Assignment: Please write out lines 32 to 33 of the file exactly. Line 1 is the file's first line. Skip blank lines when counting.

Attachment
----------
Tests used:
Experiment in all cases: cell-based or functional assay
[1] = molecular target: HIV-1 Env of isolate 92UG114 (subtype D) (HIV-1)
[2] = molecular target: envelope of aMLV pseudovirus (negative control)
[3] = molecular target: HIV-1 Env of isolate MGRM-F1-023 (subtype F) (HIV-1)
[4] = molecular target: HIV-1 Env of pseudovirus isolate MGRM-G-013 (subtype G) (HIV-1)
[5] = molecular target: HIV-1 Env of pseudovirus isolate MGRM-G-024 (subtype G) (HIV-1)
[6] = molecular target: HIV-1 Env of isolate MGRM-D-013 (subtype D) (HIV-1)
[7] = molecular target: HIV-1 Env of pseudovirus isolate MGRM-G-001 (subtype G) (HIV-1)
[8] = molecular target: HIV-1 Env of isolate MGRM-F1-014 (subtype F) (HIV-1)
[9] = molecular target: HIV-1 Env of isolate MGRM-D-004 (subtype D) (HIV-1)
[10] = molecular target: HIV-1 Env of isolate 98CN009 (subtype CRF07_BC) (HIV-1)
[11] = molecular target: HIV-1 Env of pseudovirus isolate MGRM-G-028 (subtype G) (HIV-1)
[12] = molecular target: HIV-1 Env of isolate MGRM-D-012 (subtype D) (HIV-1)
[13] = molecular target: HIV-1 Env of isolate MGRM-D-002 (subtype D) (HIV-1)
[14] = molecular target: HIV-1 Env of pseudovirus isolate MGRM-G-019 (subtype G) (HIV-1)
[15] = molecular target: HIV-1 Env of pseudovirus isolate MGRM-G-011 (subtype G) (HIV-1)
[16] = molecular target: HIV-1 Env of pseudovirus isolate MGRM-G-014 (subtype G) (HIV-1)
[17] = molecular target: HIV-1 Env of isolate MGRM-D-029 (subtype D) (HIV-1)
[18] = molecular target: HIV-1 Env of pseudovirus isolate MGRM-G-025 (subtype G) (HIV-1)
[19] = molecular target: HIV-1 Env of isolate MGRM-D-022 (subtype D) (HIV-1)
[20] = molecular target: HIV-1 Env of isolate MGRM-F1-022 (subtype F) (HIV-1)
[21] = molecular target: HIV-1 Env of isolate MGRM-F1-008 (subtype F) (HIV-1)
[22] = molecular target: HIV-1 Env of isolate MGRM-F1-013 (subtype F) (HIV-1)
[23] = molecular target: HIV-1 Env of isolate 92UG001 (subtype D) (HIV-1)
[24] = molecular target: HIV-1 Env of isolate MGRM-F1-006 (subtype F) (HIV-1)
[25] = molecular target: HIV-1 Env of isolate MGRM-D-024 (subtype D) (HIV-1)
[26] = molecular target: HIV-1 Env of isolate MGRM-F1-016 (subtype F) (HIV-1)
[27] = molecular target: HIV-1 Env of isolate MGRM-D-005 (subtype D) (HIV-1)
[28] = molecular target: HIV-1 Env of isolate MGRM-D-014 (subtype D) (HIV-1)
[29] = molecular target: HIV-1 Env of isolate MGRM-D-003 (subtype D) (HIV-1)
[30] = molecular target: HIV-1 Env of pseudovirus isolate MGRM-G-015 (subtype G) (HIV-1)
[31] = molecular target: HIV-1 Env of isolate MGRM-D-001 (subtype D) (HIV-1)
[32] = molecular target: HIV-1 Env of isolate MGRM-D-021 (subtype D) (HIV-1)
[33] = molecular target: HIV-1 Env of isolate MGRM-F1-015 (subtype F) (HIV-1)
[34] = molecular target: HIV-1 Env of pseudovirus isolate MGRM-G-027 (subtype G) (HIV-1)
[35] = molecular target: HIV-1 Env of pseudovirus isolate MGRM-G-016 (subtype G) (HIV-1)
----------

[30] = molecular target: HIV-1 Env of pseudovirus isolate MGRM-G-015 (subtype G) (HIV-1)
[31] = molecular target: HIV-1 Env of isolate MGRM-D-001 (subtype D) (HIV-1)